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Issue 34, 2017
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Light-harvesting synthetic nano- and micromotors: a review

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Nano- and micromotors are machines that can be made to perform specialized tasks as they propel themselves in response to certain stimuli. While the design of these self-propelling nano- and micromotors remains challenging, they have nevertheless attracted considerable research due to their many promising applications. Most self-propelled nano- and micromotors are based on the conversion of chemical energy into mechanical movement. Recently, however, the development of motors that can be propelled by light as an external stimulus has received much attention. The reason being that light is a renewable energy source that does not require any physical connection to the motor, does not usually lead to any waste products, and is easy to control. This review highlights recent progress in the development of light-harvesting synthetic motors that can be efficiently propelled and accurately controlled by exposure to light, and gives an overview of their fabrication methods, propulsion mechanisms, and practical applications.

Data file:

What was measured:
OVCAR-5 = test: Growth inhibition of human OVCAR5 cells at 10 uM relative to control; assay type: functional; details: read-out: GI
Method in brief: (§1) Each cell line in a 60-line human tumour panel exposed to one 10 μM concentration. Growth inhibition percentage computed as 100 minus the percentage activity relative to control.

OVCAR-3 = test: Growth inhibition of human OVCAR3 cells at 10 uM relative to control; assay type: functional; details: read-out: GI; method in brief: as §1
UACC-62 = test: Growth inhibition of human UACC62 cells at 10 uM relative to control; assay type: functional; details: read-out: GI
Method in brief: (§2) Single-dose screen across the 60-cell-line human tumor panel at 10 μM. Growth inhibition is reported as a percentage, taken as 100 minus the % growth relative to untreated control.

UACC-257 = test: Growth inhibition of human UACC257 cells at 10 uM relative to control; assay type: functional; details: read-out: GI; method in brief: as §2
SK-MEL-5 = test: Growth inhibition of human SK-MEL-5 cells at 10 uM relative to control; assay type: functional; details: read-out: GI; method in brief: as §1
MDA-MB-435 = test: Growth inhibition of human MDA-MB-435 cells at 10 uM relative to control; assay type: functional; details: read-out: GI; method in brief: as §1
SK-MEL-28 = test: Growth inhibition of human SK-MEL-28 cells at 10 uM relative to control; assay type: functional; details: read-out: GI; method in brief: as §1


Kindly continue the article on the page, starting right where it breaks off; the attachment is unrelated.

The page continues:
Graphical abstract: Light-harvesting synthetic nano- and micromotors: a review

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Publication details

The article was received on 16 Jul 2017, accepted on 21 Jul 2017 and first published on 26 Jul 2017

Article type: Review Article
DOI: 10.1039/C7NR05166B
Citation: Nanoscale, 2017,9, 12218-12230
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    Light-harvesting synthetic nano- and micromotors: a review

    H. Eskandarloo, A. Kierulf and A. Abbaspourrad, Nanoscale, 2017, 9, 12218
    DOI: 10.1039/C7NR05166B

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